Mark 8:23-25 – And he took the blind man by the hand and led him out of the village, and when he had spit on his eyes and laid his hands on him, he asked him, “Do you see anything?” And he looked up and said, “I see men, but they look like trees, walking.” Then Jesus laid his hands on his eyes again; and he opened his eyes, his sight was restored, and he saw everything clearly.
Mark 8:31-33 – And he began to teach them that the Son of Man must suffer many things and be rejected by the elders and the chief priests and the scribes and be killed, and after three days rise again. And he said this plainly. And Peter took him aside and began to rebuke him. But turning and seeing his disciples, he rebuked Peter and said, “Get behind me, Satan! For you are not setting your mind on the things of God, but on the things of man.”
In the account of Jesus healing the blind man, I think there is more present than a simple miracle. Without question, we must never overlook the fact that Jesus had the power to do things that no human being has the power to do. He could heal diseases that no physician of his day could heal. He has the power to do anything, because Jesus is God, and he has all the power of God. But, the reason that I say that there is more here is because Jesus intentionally healed the man partially, and then he healed him completely. The question is, why?
Right after Jesus healed the blind man, he took his disciples aside and asked them who the world and they believe that he is. Peter is the one of the disciples who first answered that Jesus is the Christ, God’s promised anointed one. Then, after the disciples knew Jesus to be the Christ, Jesus explained to them that, as the Christ, he would be rejected and put to death.
Peter, for his part, then took Jesus aside and began to rebuke him as we see above. Peter did not want to hear Jesus talking about death, because Jesus is the Christ. Peter believed with all his heart that Jesus was the Christ. His problem is that he did not understand that the first calling of the Christ is not to sit on David’s throne and rule forever, but the first calling of the Messiah is to die for the sins of those who would be in his kingdom as God described in Isaiah 53. Peter rebuked Jesus, because Peter could not see God’s real plan. He was thinking about a spiritual matter from a worldly perspective.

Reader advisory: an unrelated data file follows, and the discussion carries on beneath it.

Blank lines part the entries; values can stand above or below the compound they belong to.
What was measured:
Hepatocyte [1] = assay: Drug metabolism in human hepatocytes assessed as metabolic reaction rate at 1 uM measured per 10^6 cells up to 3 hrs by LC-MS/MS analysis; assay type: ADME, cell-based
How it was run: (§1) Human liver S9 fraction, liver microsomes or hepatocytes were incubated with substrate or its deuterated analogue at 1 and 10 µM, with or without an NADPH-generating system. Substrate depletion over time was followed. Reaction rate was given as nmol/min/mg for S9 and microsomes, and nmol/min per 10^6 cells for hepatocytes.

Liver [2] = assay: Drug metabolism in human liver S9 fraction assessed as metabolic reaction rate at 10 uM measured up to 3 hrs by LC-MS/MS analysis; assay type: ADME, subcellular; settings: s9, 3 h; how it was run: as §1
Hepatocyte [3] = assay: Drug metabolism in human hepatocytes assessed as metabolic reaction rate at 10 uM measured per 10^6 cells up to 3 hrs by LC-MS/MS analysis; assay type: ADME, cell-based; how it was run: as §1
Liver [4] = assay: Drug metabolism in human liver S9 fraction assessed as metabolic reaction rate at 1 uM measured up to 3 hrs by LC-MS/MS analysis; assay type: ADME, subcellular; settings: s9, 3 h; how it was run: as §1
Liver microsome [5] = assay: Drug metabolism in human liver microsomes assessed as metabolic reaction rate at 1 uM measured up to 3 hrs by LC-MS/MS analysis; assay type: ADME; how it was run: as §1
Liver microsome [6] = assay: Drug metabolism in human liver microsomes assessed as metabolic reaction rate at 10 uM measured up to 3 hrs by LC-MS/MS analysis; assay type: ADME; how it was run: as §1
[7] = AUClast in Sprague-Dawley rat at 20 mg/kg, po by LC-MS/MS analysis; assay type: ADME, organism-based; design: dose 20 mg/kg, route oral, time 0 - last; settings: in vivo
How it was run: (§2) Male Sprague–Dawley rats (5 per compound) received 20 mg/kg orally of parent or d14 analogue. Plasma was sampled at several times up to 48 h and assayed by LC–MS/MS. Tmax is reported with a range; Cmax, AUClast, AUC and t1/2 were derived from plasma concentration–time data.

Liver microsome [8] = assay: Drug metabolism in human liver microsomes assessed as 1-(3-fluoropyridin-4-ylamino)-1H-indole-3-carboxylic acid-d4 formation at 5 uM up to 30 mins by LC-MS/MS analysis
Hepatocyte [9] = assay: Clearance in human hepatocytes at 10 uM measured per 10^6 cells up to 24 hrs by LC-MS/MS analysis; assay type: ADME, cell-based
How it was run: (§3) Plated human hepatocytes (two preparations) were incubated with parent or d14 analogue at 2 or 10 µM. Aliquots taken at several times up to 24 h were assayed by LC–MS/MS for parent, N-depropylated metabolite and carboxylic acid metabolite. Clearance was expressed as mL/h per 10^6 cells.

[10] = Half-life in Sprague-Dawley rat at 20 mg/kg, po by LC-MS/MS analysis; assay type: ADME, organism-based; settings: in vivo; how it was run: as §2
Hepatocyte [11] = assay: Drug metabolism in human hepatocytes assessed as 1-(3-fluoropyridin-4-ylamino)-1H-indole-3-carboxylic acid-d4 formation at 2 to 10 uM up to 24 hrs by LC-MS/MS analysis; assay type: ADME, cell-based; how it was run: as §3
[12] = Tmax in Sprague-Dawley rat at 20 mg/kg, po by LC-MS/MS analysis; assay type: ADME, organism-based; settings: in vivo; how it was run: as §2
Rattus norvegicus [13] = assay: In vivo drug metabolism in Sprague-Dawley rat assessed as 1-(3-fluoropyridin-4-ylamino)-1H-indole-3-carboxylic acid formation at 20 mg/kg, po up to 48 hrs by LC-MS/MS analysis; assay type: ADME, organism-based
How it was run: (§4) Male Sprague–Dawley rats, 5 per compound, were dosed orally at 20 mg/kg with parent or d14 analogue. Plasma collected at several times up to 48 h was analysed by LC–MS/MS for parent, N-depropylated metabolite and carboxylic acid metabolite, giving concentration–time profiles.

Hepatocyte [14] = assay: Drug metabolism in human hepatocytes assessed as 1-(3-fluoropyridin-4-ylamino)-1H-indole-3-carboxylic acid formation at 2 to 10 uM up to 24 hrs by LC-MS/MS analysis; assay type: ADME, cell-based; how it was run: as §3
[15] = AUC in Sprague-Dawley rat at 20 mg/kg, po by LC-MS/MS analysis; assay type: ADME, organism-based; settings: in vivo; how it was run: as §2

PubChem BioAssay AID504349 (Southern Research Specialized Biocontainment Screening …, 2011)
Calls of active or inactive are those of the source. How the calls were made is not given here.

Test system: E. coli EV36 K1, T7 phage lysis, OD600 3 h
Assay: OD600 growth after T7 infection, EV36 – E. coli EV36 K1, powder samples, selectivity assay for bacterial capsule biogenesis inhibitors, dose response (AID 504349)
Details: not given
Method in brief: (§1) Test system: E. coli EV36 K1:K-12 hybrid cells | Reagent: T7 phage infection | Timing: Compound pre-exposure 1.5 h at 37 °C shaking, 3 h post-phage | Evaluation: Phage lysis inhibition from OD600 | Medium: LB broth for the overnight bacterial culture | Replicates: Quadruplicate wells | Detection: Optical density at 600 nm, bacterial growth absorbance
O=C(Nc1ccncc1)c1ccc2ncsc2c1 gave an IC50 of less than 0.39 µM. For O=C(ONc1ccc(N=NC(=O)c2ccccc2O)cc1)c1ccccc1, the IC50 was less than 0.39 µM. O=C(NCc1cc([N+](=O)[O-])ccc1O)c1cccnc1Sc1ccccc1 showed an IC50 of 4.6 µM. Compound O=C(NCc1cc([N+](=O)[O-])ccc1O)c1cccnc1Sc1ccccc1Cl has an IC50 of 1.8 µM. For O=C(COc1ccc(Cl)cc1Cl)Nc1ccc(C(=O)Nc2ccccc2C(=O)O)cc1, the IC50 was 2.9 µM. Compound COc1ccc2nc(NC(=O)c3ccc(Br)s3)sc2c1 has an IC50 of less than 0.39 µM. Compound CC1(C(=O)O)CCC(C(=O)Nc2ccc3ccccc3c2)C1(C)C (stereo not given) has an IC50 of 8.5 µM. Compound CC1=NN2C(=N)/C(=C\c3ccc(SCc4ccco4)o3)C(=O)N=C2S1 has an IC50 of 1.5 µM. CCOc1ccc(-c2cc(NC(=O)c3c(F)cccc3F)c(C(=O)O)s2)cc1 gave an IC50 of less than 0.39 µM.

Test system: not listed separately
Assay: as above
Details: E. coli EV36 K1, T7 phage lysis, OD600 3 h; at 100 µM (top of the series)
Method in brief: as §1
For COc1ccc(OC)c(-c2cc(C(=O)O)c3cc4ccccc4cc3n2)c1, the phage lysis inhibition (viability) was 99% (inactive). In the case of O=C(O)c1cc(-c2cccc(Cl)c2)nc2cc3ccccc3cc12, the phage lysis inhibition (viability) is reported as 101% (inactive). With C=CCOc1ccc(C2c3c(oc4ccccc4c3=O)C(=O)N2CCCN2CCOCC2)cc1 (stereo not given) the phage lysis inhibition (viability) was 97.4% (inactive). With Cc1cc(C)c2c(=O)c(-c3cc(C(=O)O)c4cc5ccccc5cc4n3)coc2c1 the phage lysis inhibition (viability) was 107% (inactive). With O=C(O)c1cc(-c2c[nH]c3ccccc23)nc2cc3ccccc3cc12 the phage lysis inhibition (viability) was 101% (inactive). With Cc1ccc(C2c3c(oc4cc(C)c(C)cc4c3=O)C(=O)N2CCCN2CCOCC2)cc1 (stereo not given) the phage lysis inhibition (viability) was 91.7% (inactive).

Notice, before we apply the previous point, that Jesus rebukes Peter, but only after he turned and saw his other disciples listening in on the conversation. I wonder if Jesus would not have been able to be more gentle with Peter were there not a danger that Peter’s presumptuous words would lead astray the others following Jesus?
Now, how does the miracle with the blind man connect to this passage, and how does this passage connect with our lives? I think the two-part healing of the blind man is symbolic of two levels of understanding. Peter was about to see Jesus as the Christ, but he was going to miss completely the purpose of the Christ. This was just like the blind man seeing people, but not seeing them clearly and needing another healing. The fact is, it is very important for you to know God’s word well, and to prayerfully seek to know God’s will in his word. His purposes are important, and we can miss them if we are not careful. Those who believe that Jesus exists to meet our unmet needs and to give us a happier life may be partially right, but are really deeply missing the purpose of Christ to save us from sin and to bring glory to his own name. Let us not assume we know the purposes of God without seeing those purposes revealed with clarity in his holy and inspired word.
We also need to learn, from Jesus’ rebuke of Peter, not to think with a this-worldly focus. Peter could not imagine Jesus suffering and giving up his life. Many today can not imagine that God would ever want them to suffer or give up their lives. However, as we would see if we read the next paragraph of scripture, God’s call to his followers is a call to give up their lives here on earth. We do not live for this world or its comforts. We do not live to keep ourselves safe. We give up our lives in this world, and we gain from Christ life eternal in his eternal kingdom. Such a way of living, living the call to die, is totally contrary to the mindset of the flesh. We need Jesus to open our eyes, and to open them completely, in order that we can see the beauty in his call to turn from this life toward eternal life in him.
Lord, I come to you this morning, and I pray that you would open my spiritual eyes, and not just halfway. I ask that you would make my heart see the truth of your plan in your word. I ask that you would help me to recognize the beauty of the call to die, to give up my life here for a better eternal life. Jesus, I thank you for coming, not just to rule, but to die as the sacrifice for my sins. I look forward to the day when you will return to reign. I pray that you will set my heart on that day, and let me live in the hope of your coming kingdom instead of living for the comforts of this life. I desire to honor you, not to require your rebuke for thinking with half-opened eyes. Open my eyes, that I might see you and your will in your word for your glory.